Wouldn't parents want their children to read these books, rather then sit in front of a television or play video games riddled with cursing, sex, death and even depraved acts? ("depravity", like books are very subjective.) Perhaps these books give teens an outlook on like they don't find in the fashion or gossip magazines that are thrown in our faces. Maybe a dark and depraved YA book allows a teenager to go their parents and ask them about what they have read, or admitting they have a problem, thus opening the lines of communication between them.

The WSJ article is very one-sided and I hope the paper does a follow up article on this issue. It brings to mind another genre that 's treated like the redheaded stepchild of publishing. Thank you for Jill Myles's tweet on this:

Dear all YA people upset about the @wsj piece: Welcome to Romancelandia. We are the poster children for lack of literary respect.

2. Some of these WTF book covers are close to making me go blind....

Thank god for bikini waxing or this would have been much worse than it is

The statue man's gun really brings this cover down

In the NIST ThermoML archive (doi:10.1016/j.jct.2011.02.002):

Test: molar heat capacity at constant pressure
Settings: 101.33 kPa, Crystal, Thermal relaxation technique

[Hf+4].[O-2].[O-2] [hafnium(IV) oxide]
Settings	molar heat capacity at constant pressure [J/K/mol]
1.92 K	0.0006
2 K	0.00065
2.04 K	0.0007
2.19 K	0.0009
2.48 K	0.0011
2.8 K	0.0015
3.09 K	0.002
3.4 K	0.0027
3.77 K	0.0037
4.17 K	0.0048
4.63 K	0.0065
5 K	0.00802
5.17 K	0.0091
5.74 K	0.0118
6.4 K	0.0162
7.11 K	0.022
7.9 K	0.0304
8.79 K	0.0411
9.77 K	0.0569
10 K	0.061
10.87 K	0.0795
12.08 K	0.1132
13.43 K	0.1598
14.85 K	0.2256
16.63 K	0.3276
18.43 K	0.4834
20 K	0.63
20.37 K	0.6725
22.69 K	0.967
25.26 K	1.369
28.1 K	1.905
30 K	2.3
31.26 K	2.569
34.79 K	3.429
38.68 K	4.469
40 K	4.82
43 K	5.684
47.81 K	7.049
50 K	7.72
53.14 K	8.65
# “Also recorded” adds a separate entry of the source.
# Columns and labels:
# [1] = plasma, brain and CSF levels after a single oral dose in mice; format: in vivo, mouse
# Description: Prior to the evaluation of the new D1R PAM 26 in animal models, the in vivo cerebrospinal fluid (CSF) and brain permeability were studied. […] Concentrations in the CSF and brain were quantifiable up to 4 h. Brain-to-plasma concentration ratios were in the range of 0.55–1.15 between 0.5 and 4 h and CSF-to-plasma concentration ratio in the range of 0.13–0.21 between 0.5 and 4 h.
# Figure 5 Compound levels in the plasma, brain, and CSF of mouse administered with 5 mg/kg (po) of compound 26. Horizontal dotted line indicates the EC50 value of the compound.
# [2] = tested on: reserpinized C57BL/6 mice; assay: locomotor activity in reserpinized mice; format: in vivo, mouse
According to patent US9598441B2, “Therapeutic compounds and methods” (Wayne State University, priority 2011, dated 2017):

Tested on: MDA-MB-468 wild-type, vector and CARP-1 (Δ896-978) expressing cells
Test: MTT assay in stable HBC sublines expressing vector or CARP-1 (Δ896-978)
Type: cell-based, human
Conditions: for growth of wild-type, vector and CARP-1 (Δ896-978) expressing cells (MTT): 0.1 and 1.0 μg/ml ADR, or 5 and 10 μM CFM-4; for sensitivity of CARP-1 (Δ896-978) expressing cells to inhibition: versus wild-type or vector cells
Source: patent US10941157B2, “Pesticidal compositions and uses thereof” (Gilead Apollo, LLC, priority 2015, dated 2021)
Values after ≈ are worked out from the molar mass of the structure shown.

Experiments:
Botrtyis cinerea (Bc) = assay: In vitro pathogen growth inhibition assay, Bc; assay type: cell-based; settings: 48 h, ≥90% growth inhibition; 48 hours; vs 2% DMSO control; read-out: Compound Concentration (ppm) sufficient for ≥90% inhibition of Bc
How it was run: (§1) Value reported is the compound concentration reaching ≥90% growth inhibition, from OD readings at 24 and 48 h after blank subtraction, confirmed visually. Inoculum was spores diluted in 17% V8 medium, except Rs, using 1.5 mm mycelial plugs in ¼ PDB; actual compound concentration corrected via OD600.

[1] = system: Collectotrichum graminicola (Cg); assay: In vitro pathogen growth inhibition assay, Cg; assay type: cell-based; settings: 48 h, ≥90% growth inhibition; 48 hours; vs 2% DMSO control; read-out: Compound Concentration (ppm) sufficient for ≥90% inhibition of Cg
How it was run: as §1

3. I should probably know who VS Naipaul is since he's a Nobel laureate but his asshat comments about Jane Austen and how female authors could never be his equal cements I will never read him. Funny how after 200 years people still read Jane Austen's books and talk about her almost as much as Shakespeare. I wonder if the same will apply to Naipaul after two centuries? Me thinks not. From The Guardian UK:

"VS Naipaul, no stranger to literary spats and rows, has done it again. This time, the winner of the Nobel prize for literature has lashed out at female authors, saying there is no woman writer whom he considers his equal – and singling out Jane Austen for particular criticism.

In an interview at the Royal Geographic Society on Tuesday about his career, Naipaul, who has been described as the "greatest living writer of English prose", was asked if he considered any woman writer his literary match. He replied: "I don't think so." Of Austen he said he "couldn't possibly share her sentimental ambitions, her sentimental sense of the world".

He felt that women writers were "quite different". He said: "I read a piece of writing and within a paragraph or two I know whether it is by a woman or not. I think [it is] unequal to me."

The author, who was born in Trinidad, said this was because of women's "sentimentality, the narrow view of the world". "And inevitably for a woman, she is not a complete master of a house, so that comes over in her writing too," he said.

He added: "My publisher, who was so good as a taster and editor, when she became a writer, lo and behold, it was all this feminine tosh. I don't mean this in any unkind way."

4. The things people will do to get their hands on a IPad2 is shocking. Would you sell your kidney for an Ipad2? From Global Times: